Haughey wriggles on the hook
It is unclear what the actual end value of the two ongoing tribunals at Dublin Castle will be. Some political careers have foundered, some more will definitely follow and the public have been left with a remarkable insight into political life in the 26 Counties. The chances of anyone being sent to jail seems at best remote. However there are still some highlights to savour and this weeks examination of Charlie Haughey's financial dealings are a case in point.
It has become well known that Haughey received at least £8.5 million in `gifts' over his later years in office. Now he is in the witness box at the Moriarty tribunal to shed some light on these years.
Memo's from the AIB describe Haughey as being ``quite vicious'' and ``quite troublesome''. AIB believed Haughey was ``quite irresponsible in money matters'' and that he was making ``empty promises''.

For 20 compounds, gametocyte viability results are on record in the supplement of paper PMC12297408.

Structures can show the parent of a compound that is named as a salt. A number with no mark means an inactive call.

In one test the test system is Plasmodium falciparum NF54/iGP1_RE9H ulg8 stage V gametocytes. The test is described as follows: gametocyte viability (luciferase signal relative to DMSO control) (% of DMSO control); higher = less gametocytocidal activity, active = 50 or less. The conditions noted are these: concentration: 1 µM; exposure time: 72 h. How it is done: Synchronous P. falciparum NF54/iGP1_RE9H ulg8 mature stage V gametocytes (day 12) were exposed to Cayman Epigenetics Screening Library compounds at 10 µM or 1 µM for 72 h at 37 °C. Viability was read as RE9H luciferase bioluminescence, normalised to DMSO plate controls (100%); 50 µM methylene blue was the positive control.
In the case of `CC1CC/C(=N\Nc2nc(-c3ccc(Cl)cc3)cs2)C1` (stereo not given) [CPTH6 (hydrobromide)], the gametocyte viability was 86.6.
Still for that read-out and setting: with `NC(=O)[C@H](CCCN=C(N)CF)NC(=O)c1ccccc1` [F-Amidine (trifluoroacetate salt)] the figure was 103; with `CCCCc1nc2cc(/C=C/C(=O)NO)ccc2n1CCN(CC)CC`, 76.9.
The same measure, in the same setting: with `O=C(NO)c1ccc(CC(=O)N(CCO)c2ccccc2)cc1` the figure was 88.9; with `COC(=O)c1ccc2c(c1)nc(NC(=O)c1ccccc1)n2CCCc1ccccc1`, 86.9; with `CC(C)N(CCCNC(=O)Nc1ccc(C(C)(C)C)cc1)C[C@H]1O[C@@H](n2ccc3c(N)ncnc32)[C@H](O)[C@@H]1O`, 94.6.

Because of Haughey's age and medical condition, he is being questioned for two hour periods every day. The first conflict in evidence offered by Haughey stems from his assertion that Des Traynor managed his personal finacnces from 1960.
This did not stop Haughey from dealing with AIB over unpaid six figure bank loans or receiving huge sums personally from donors. At one stage in 1975 Haughey who had an income of £7,000 was £400,000 in debt. Haughey warned AIB that he could become a ``troublesome adversary''.
Also appearing at the Tribunal were Ben Dunne and Michael Smurift who were explaining the background to gifts they gave to Haughey. Ben Dunne we are to believe was in a haze of pain killers when he handed over a five figure sum to Haughey. Smurfit decided ``on the spur of the moment'' to give Haughey a Jack B Yeats painting worth £55,000.
This is all good fun but it points up once again the golden circle of favours and gifts that Haughey presided over. While it is nice to see Haughey finally asked to explain his actions when will he be made account for them?